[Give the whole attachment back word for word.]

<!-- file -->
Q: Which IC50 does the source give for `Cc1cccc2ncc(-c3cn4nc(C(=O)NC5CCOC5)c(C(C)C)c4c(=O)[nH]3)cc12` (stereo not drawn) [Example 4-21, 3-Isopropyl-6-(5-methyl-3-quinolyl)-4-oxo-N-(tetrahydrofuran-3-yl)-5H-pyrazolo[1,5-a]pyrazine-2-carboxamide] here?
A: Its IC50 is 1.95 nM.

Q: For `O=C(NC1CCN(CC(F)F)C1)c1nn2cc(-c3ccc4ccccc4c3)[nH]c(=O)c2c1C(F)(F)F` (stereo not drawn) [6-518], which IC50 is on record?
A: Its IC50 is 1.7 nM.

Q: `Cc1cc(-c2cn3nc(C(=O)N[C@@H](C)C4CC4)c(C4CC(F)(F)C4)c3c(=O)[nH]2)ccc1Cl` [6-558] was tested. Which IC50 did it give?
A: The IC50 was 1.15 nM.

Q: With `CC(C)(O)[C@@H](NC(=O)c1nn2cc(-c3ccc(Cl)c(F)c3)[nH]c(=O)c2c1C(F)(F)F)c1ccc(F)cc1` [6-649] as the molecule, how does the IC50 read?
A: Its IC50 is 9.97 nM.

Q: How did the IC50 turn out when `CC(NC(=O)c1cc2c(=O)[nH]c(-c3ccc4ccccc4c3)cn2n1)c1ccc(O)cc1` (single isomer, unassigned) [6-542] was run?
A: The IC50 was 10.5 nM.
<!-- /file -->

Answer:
Q: Which IC50 does the source give for `Cc1cccc2ncc(-c3cn4nc(C(=O)NC5CCOC5)c(C(C)C)c4c(=O)[nH]3)cc12` (stereo not drawn) [Example 4-21, 3-Isopropyl-6-(5-methyl-3-quinolyl)-4-oxo-N-(tetrahydrofuran-3-yl)-5H-pyrazolo[1,5-a]pyrazine-2-carboxamide] here?
A: Its IC50 is 1.95 nM.

Q: For `O=C(NC1CCN(CC(F)F)C1)c1nn2cc(-c3ccc4ccccc4c3)[nH]c(=O)c2c1C(F)(F)F` (stereo not drawn) [6-518], which IC50 is on record?
A: Its IC50 is 1.7 nM.

Q: `Cc1cc(-c2cn3nc(C(=O)N[C@@H](C)C4CC4)c(C4CC(F)(F)C4)c3c(=O)[nH]2)ccc1Cl` [6-558] was tested. Which IC50 did it give?
A: The IC50 was 1.15 nM.

Q: With `CC(C)(O)[C@@H](NC(=O)c1nn2cc(-c3ccc(Cl)c(F)c3)[nH]c(=O)c2c1C(F)(F)F)c1ccc(F)cc1` [6-649] as the molecule, how does the IC50 read?
A: Its IC50 is 9.97 nM.

Q: How did the IC50 turn out when `CC(NC(=O)c1cc2c(=O)[nH]c(-c3ccc4ccccc4c3)cn2n1)c1ccc(O)cc1` (single isomer, unassigned) [6-542] was run?
A: The IC50 was 10.5 nM.